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Analysts see brighter future for Software Assurance

Microsoft's subscription licensing plan is looking more attractive now that it's more or less mandatory, according to industry analysts
Written by Colin Barker, Contributor

Analysts have predicted that many companies that have not yet bought into Microsoft's previously underused Software Assurance scheme will now make the move — not because they want to, but because they will soon have to.

Microsoft revealed back in September that some of the most compelling features of the upcoming Vista operating system, such as full disk encryption and multiple language support, will only be available to users of Vista who had taken out Software Assurance.

According to Gartner's latest advice, issued on Wednesday, this means companies that have not bought into the subscription licensing scheme "will need to re-evaluate their decisions".

Last year, Gartner suggested there was no rush to upgrade to Vista. Later, the firm amended its advice, saying companies needed to begin preparing for the upgrade right away, even though many would only be moving to Vista through hardware attrition — upgrading PCs as they become obsolete.

According to Gartner's latest research note, Windows customers face stark choices: "Companies who believe they will install Windows Vista on new PCs only through hardware attrition can buy Software Assurance within 90 days of buying the PC. The other option is to buy an Enterprise Agreement — which needs to cover all PCs in a company — or to purchase the Windows Professional Upgrade and SA through Open or Select."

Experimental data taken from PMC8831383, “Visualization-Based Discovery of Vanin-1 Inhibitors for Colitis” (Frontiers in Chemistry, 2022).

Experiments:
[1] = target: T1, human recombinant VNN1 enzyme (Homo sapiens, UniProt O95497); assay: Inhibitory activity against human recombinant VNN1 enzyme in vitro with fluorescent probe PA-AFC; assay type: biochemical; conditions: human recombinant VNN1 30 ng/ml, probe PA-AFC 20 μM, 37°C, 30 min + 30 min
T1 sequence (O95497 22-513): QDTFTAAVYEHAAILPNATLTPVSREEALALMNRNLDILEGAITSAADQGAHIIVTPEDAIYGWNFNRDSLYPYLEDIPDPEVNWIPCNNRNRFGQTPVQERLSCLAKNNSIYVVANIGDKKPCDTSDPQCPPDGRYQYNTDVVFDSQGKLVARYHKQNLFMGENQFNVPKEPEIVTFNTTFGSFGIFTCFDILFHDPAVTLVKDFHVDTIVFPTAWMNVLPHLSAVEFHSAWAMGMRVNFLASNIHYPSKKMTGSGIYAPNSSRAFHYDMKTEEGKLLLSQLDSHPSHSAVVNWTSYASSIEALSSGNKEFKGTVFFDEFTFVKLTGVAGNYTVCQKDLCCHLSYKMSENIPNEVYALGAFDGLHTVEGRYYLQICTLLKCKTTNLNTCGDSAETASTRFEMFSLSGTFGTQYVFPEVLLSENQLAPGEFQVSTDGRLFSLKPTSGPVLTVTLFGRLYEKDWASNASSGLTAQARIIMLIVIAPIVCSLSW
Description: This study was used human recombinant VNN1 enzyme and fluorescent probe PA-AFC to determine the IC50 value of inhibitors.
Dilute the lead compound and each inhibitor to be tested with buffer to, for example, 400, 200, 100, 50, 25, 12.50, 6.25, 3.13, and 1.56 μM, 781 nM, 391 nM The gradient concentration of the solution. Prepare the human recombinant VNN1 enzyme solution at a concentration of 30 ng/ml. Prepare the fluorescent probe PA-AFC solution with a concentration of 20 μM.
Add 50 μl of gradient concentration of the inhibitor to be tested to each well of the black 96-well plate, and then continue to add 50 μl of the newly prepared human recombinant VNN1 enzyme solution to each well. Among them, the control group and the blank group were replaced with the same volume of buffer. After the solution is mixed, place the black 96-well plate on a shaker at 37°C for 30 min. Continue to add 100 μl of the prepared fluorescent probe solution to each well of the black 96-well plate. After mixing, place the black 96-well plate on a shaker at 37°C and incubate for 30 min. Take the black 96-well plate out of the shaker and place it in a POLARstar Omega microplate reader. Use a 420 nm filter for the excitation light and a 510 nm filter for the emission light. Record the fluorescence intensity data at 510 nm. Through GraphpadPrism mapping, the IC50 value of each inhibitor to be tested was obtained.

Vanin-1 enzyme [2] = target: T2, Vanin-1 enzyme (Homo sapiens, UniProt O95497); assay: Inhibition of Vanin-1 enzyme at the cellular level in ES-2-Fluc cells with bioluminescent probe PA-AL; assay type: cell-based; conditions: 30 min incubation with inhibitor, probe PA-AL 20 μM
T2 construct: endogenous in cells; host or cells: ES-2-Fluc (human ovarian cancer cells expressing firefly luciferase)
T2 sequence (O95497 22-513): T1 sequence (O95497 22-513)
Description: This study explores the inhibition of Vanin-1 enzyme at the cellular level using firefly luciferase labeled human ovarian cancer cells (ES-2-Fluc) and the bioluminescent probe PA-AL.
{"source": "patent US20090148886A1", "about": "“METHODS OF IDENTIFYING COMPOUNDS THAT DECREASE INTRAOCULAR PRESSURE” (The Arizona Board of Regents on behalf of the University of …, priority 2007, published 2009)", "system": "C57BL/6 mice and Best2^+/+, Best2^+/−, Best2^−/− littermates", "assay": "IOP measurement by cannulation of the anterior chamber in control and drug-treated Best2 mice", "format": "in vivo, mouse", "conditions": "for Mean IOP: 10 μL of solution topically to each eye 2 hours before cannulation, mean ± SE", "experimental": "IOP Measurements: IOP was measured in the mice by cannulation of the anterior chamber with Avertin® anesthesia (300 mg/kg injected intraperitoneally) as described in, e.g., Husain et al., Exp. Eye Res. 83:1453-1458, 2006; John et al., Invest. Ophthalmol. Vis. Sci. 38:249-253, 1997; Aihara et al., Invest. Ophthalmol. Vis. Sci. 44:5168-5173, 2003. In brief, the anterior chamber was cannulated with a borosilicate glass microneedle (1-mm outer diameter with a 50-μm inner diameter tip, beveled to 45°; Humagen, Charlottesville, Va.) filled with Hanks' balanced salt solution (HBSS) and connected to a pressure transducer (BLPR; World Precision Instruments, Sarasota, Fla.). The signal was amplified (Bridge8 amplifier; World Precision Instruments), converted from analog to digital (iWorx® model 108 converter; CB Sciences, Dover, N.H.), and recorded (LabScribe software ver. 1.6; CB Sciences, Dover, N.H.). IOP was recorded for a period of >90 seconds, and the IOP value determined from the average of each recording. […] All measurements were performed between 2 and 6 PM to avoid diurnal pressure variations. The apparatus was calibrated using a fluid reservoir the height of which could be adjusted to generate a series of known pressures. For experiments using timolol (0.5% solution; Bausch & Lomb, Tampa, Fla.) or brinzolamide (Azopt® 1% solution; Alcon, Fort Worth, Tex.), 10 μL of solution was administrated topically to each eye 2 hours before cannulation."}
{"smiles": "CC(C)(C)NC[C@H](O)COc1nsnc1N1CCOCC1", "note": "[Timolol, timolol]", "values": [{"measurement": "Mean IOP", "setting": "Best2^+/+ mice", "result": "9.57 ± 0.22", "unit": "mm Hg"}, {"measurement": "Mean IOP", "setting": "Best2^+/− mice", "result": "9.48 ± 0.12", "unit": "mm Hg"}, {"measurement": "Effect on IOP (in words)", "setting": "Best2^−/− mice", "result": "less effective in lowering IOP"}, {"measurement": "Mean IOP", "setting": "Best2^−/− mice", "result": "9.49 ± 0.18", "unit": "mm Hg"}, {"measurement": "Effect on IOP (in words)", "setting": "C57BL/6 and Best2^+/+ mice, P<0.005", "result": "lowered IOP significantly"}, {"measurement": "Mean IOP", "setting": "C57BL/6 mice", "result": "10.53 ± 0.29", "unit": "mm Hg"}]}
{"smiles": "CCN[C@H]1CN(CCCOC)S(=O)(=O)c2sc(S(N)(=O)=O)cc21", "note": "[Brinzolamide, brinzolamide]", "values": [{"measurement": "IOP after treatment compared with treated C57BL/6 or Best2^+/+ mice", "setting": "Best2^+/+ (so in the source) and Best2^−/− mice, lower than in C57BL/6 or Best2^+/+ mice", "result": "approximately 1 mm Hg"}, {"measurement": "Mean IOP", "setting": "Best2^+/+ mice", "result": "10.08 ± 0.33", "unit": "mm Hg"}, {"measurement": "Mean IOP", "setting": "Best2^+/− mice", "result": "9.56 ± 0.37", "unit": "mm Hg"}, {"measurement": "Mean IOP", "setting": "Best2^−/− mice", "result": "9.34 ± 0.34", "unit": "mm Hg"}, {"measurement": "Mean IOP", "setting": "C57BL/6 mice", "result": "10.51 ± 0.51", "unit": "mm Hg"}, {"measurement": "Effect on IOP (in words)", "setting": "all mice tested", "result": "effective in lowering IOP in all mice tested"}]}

Companies will have another alternative, though — ignore both Software Assurance and Vista and remain on their current platforms.

For Gartner, the most compelling reason for going along with Microsoft's strategy is the multiple-language support — Microsoft's Multi-language User Interface (MUI) — that will only be included with Vista under Software Assurance.

Other analysts agreed that Microsoft's tactics will force some large users to speed their adoption of Software Assurance.

"I think people are starting to go for this [Software Assurance] now," said Andy Buss, senior analyst with Canalys. "Microsoft got some things wrong to begin with but now they have a clear strategy at least."

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